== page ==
Another one for animal lovers, Bioparc is Valencia’s own 10 hectare zoo. This unique and innovative zoo has only been open since 2008, and gives the impression of no barriers between visitors and the animals, unlike traditional zoos. The park runs off the aim of promoting respect for animals, and does a great job of teaching guests about environmental issues. Bioparc is home to a wide range of exciting and fascinating animals, including leopards, giraffes, gorillas, elephants, and lions, as well as beautiful African flora and fauna – for zoo immersion, and learning, this is the place.
For an alternative to the bustling city streets, head to the tranquil Turia Gardens which snake through the city with numerous paths, plants, and playgrounds. At five and a half miles long, there’s plenty to explore, and it’s just one of the many things which make this modern city so unique. The gardens came as a result of the river Turia being diverted after flooding far too often, and now stand as a peaceful haven in the center of a lively city. The Turia Gardens can make for a great day out in themselves, complete with a jungle gym and even a quirky Gulliver’s Travels inspired playground.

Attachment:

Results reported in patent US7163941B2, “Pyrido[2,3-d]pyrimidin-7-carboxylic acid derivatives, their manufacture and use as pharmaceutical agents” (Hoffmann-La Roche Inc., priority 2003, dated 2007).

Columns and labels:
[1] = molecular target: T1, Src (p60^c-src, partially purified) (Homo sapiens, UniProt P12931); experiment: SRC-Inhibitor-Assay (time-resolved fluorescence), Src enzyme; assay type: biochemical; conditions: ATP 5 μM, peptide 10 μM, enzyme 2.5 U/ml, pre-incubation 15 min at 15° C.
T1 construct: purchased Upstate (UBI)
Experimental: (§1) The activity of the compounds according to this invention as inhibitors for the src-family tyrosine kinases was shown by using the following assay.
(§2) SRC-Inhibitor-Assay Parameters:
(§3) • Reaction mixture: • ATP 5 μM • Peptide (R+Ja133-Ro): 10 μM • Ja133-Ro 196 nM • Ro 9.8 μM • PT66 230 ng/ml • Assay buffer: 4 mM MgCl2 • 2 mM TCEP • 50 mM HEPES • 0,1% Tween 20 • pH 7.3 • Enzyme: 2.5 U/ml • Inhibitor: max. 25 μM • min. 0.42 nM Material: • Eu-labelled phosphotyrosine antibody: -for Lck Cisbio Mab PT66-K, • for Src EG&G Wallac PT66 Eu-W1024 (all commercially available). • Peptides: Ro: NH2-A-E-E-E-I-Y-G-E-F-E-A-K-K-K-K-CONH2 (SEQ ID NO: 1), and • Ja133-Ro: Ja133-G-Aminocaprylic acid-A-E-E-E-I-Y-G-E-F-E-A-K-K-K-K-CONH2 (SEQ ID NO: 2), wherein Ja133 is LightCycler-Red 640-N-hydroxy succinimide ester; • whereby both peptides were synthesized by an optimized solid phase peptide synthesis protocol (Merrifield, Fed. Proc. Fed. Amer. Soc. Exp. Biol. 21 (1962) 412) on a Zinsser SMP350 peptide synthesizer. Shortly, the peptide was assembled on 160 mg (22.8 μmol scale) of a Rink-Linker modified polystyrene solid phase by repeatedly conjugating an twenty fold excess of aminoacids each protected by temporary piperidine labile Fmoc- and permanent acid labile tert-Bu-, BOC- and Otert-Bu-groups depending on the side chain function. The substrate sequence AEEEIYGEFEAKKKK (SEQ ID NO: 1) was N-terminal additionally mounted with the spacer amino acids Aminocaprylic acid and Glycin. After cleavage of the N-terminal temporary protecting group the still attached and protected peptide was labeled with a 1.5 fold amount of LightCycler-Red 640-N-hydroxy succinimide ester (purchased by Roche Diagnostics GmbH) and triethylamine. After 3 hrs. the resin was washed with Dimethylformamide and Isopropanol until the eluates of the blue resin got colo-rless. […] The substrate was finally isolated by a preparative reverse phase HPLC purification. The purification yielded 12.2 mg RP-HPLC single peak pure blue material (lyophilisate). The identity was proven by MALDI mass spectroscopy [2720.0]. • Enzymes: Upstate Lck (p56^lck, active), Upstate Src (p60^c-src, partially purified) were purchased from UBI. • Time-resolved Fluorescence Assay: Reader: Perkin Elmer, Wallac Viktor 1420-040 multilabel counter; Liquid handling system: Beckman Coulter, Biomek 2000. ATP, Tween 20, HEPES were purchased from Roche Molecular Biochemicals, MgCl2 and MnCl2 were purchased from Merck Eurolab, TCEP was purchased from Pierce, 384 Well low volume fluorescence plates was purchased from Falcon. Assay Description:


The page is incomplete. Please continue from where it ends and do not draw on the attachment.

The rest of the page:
If the Spanish city you’re visiting has a beach, visiting it is a must. Valencia does indeed have a seafront, and it is a lively and beautiful one at that. With a warm sea in the summer, it is perfect even for a night time dip. Valencia actually offers a choice of more than one beach, with the stunning Paseo Marítimo just a few minutes out of the center, where visitors can relax with a traditional paella in the heart of the city which invented the dish. The beaches are a must to enjoy the sound of the sea and the warm and refreshing water on a hot day.